We get a lot of would-be or current cnc machinists browsing through our site a lot. Today’s article will go through what being a cnc machinist is all about, the ins and outs, salary, and general info as to what you need to do/ have to become a cnc machinist.
What is a CNC machinist?
A cnc machinist operates a cnc machine. There are a ton of different cnc machines out there, the main ones being cnc routers and cnc lathes. Cnc routers can be split into two classes, a 3 axis machine, which has the typical x,y,z axis and then there are 4 and 5 axis lathes where the spindle will be able move around more angles, e.g. go around and under curves without having to move the item off the cutting bed.
A cnc machinist typically takes a 3d file (.stl) or 2d file (.dxf) and inputs that file into a program that will produce g-code. This g-code is the path data that the machine uses to cut/ engrave the shape.
A cnc machinist will need expertise in both 2d and 3d modelling programs, g-code programs, and be able to handle, maintain and troubleshoot a cnc machine – although many large scale machines have tech support/ help on hand as to not void the warranty by opening up a machine by yourself. Many also come with training so you know the ins and outs of a machine – and so the company has less liability if something bad were to happen.
2d and 3d modelling program experience. Using splines etc. should be super easy for you. Programs like AutoCAD or Rhino should be a breeze for you. Great thing about these programs is that there are a lot of tutorial vids out there, but the software licences for something like Solidworks or Autocad is in the thousands to tens of thousands.
Your best bet if you are studying is to potential get a student version or use the computers in your school lab. There are some decent alternatives out there, but for technical 3d modeling and 2d drawings, nothing beats having the real software. However for g-code output there are a lot of options that are reasonably affordable like Mach 4, or free linux solutions. Here are some options for g-code.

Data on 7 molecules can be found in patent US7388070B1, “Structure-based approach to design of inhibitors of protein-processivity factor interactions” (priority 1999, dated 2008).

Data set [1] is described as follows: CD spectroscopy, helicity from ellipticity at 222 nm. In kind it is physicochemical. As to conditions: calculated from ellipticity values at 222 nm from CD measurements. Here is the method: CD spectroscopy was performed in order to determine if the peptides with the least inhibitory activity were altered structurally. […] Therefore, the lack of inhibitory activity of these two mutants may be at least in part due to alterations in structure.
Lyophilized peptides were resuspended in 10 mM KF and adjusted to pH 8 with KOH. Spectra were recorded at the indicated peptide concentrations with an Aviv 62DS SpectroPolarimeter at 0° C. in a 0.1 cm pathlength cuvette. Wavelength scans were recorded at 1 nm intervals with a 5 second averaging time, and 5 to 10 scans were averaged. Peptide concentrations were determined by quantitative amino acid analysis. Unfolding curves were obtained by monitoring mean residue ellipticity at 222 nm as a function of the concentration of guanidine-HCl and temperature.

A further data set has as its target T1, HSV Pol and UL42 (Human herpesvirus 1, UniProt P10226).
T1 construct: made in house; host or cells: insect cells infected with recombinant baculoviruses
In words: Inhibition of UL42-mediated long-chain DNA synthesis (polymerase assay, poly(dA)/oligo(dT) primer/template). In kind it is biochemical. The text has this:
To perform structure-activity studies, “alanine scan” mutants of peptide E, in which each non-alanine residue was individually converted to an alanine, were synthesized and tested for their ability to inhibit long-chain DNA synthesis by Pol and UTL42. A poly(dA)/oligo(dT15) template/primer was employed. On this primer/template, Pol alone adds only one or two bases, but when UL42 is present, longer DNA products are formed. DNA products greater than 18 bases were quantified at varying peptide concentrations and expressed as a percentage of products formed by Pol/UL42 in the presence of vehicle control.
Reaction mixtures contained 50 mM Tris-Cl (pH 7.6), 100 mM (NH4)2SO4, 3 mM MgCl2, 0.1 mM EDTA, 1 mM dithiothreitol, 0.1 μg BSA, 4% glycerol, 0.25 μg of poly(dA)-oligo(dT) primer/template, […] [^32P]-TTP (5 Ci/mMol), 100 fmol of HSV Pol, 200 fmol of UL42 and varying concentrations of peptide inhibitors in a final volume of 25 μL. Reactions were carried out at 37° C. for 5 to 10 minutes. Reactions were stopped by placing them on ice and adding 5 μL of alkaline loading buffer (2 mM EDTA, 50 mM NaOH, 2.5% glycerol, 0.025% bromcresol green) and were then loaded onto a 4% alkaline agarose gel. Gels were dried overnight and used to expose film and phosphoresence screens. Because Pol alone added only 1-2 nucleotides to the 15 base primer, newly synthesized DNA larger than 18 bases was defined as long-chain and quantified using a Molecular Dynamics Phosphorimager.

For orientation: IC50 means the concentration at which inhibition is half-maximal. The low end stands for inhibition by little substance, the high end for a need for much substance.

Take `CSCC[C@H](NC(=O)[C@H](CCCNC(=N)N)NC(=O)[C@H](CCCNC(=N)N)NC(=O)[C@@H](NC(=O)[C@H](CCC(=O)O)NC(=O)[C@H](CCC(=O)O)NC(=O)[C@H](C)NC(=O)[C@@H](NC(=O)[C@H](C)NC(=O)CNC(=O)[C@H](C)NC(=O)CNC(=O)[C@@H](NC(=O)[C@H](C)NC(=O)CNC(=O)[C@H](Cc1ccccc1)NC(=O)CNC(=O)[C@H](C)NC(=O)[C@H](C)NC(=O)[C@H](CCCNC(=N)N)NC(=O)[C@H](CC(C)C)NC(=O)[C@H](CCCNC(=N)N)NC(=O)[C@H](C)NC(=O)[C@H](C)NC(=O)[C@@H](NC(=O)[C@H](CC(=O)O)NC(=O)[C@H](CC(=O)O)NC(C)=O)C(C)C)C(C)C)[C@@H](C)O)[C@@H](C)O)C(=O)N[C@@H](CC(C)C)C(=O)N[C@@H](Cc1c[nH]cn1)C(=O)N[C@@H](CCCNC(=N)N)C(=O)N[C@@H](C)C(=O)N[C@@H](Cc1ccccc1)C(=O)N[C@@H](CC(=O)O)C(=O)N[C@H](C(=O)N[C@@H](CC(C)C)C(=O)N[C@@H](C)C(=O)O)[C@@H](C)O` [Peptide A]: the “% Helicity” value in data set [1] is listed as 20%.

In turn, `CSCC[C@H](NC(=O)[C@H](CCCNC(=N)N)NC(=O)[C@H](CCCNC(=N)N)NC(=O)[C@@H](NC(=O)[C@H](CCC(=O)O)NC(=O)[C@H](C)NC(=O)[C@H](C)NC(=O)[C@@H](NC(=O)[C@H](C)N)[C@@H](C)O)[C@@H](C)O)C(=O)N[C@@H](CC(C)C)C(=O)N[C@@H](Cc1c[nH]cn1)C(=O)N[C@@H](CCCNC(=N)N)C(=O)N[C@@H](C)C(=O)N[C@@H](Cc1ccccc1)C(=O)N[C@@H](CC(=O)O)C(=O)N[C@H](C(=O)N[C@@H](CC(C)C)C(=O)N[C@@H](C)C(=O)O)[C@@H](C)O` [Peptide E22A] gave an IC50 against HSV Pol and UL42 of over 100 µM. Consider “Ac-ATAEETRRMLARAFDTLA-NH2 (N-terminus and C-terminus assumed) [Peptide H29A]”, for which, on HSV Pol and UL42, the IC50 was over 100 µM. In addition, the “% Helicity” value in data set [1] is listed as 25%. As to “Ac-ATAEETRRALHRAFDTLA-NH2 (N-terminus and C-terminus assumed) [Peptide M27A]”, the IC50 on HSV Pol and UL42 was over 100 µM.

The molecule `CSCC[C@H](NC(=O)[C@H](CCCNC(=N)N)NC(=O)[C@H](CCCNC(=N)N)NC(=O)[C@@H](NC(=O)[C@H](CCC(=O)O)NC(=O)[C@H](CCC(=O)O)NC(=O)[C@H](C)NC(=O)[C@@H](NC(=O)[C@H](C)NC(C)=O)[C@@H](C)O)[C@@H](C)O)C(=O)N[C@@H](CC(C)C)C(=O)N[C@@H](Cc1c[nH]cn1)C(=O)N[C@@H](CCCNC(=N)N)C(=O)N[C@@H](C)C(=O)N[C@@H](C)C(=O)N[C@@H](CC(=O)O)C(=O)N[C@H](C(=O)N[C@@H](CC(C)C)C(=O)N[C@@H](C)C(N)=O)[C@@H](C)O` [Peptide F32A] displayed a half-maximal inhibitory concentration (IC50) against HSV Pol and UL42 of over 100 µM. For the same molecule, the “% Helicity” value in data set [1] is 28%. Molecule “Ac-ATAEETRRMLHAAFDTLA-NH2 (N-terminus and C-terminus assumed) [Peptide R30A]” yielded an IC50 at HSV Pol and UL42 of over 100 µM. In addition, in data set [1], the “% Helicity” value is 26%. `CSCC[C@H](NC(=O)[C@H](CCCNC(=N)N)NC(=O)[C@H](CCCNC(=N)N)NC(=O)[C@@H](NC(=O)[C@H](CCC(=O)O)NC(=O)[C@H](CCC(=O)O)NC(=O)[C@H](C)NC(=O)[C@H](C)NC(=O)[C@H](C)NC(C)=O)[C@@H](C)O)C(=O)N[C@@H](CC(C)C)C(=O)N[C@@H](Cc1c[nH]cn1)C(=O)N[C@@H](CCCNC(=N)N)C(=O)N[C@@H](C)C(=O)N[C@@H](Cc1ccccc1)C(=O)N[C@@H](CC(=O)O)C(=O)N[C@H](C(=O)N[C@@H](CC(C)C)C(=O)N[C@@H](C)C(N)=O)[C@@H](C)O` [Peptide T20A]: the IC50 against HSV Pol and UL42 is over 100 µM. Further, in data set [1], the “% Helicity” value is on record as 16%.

Courses to take
This really depends on whether you want to go the diy route or the institutional route. Most design degrees like architecture or industrial design have 2d drafting and 3d modelling components. You of course could teach yourself, but having a formal certificate in drafting or 3d modelling with some op programs is key. However if you can create a great portfolio, then you should be okay – however most companies will need you to be proficient in AutoCAD 2d/3d and another 3d modelling program.
One other way to go is through online technical training. You may look at online automation programs or plc technician programs. There are a ton of universities and colleges that offer plc programming or automation programming courses that you can do from a distance at a relatively decent price (under $1000).
The other thing you have to get yourself up to speed on is the actual cnc machine handling and gcode output. Good thing here is that g-code programs available for free on Mac, Windows and Linux on top of the paid programs like Mach to help practice your programming and translating your 2d/3d program inputs into gcode ready for optimization in material/ time cost and final production.
CNC machinist salary
This really ranges, but typically a good bracket would be between $45,000 to $60,000 USD. Most cnc machinists would be in the $50 range, and of course there are some outliers depending on the trade you are in. In the aerospace or marine industry there is a lot of profit to be made doing commercial stuff, so you are going to be on a higher salary, whereas working for a company that does ad-hoc designs may not pay as much.